At the CJF General Assembly: Cardin: Greatest Threat to Jewish Community is ‘disaffiliation and Non-
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At the CJF General Assembly: Cardin: Greatest Threat to Jewish Community is ‘disaffiliation and Non-

Shoshana Cardin, president of the Council of Jewish Federations, declared last night that with Jews moving increasingly to new locales in North America the Federations in the United States and Canada must reach out to them to involve them in the local Jewish community in order to foster a “sense of a national community with national commitments.

“The single greatest threat to our Jewish community is disaffiliation and non-affiliation,” she told the opening plenary meeting of the CJF’s 54th General Assembly at the Kennedy Center.

More than 3000 delegates, representing 200 Federations from 800 North American communities, are attending the four-day Assembly with the theme “the coming of age of North American Jewry.”

“History has proven that Jews need fraternity with other Jews.–To assure their continuity, the active, creative affiliation of Jews is, therefore, a value which we must foster with ever increasing enthusiasm,” Cardin said. “Affiliation with Jewish organizational life is a Jewish value in and of itself.”

Cardin of Baltimore said Federations “have to encourage Jews to join and participate in Jewish community centers, synagogues, Jewish communal organizations, Jewish women’s and men’s groups, youth and young adult organizations, Jewish educational environments, formal and informal.” She stressed this was a major “responsibility to Jewish continuity” since “unaffiliated Jews rarely transmit the value of continuity to those who follow them.”

In order to demonstrate an openness to the unaffiliated, Cardin said those in the Federation movement must “pay increasing and serious attention to our constituents.”

In addition, “we ought not to fear diversity, we ought not fear pluralism,” Cardin stressed. “Jewish life was never monolithic. Diverse opinions, different points of view and diverse ideologies must feel a sense of comfort and security in our Federations provided, of course, that these do not compel us, Federations and CJF, to become instruments of divisiveness in Jewish life. We must and we do stand firm and together on matters that threaten our security and continuity.”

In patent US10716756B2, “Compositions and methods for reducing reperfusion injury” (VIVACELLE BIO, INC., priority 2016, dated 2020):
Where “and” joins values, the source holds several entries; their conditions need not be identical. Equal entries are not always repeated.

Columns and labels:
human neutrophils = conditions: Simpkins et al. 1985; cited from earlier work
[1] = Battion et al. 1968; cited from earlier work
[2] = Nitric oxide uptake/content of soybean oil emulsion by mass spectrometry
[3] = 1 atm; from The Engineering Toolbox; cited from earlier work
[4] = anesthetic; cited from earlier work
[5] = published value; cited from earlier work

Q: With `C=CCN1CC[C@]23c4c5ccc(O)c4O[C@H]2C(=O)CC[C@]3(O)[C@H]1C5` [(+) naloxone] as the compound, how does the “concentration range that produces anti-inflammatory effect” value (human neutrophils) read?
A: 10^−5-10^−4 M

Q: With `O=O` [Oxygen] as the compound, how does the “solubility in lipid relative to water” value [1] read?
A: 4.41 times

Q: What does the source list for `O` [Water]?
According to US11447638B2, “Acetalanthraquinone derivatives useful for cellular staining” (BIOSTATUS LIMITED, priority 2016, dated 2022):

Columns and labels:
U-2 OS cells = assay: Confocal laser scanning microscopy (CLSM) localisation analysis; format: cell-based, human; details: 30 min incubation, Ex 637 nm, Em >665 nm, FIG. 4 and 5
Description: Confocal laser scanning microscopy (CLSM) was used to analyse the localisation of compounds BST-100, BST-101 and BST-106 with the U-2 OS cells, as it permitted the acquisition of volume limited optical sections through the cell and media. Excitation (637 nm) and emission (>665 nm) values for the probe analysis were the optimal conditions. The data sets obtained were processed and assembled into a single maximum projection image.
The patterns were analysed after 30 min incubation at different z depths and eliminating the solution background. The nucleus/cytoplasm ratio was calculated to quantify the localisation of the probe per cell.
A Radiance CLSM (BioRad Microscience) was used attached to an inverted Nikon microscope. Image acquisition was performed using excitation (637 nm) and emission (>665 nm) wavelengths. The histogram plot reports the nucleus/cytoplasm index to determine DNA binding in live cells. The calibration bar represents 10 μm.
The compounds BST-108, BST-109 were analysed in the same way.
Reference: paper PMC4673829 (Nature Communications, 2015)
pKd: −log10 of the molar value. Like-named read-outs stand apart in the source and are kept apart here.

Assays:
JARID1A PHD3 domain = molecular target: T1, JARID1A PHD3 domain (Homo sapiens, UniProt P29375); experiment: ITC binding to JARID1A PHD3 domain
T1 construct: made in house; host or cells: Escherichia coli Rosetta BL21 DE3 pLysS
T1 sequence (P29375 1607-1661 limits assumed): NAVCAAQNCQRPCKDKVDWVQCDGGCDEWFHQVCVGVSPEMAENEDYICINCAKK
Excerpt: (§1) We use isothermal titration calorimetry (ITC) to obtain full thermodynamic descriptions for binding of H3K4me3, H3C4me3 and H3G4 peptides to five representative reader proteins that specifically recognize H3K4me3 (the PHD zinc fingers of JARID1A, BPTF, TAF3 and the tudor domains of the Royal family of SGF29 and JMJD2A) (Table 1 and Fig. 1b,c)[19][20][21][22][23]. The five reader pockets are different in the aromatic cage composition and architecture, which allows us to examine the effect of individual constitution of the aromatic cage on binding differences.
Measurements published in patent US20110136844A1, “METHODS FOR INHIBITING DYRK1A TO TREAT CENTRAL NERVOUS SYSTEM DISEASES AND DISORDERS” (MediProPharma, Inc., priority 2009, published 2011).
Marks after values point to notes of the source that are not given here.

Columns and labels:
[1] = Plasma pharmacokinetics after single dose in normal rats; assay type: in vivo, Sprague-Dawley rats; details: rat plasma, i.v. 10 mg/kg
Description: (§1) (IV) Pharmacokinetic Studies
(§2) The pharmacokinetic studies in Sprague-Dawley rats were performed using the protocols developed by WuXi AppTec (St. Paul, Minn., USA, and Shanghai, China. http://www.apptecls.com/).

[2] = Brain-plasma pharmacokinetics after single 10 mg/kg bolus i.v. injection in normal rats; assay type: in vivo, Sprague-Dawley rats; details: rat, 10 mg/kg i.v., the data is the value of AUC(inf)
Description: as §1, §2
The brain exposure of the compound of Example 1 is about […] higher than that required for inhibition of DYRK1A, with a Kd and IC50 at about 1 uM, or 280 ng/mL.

Cardin added, “The Federation movement must foster Jewish continuity as the most serious dimension of our Israel-diaspora agenda. Israel is a ‘magical’ ingredient in motivating Jews to want to maintain and enhance their Jewishness.

“We must, therefore, seek broader, deeper, more personal and more meaningful experiences for Federations, for CJF, our constituencies and, of course, ourselves, the leadership, volunteer and professional, in an Israel connection.”


In her address, Cardin noted that the General Assembly was meeting on the eve of next week’s summit in Geneva between President Reagan and Soviet leader Mikhail Gorbachev. “The plight of Soviet Jewry is always uppermost in our minds,” and during the CJF meeting here delegates will be delivering a stream of letters to the Soviet Embassy “beseeching Soviet leadership to let our people go,” Cardin said.

She announced that she has sent a telegram to Reagan declaring that the delegates to the General Assembly “send you our blessings and best wishes for successful deliberations at your for thcoming historic summit with Secretary General Gorbachev.”

The telegram urged Reagan “to demand of the Secretary General that the Soviet Union permit the well over 400,000 Soviet Jews wishing to emigrate from the Soviet Union to do so. The credibility of the Soviet Union’s agreements is at stake and their commitment to universal human rights, which they have signed, is under serious question.”


Cardin praised Reagan for his pledge this week to work for the removal of the United Nations General Assembly Resolution equating Zionism with racism. “For us Zionism represents one of the most noble movements in the history of our people and all of mankind,” she said. “We pledge ourselves to the abhorence of racism wherever it may be found including among our own.”

Cardin noted that this year is the 90th anniversary of the founding of the first two Federations, in Boston and Cincinnati. She said that the Federations and the CJF have always been devoted to philanthropy and rescue.

“Essentially, our hallmark is caring,” Cardin said. But she stressed it was not limited to the Jewish community. “We cannot achieve maximally if the broader community in which we live falls behind,” she stressed. “It is our responsibility to participate in our general community in a giving way, in a caring manner and through responsible leadership.”

Washington Mayor Marion Barry welcomed the CJF not only as the city’s mayor but as a representative of another minority who had suffered discrimination and oppression. He urged the CJF to continue its battle against racism, anti-Semitism and other forms of bigotry including the “evil of apartheid” in South Africa.

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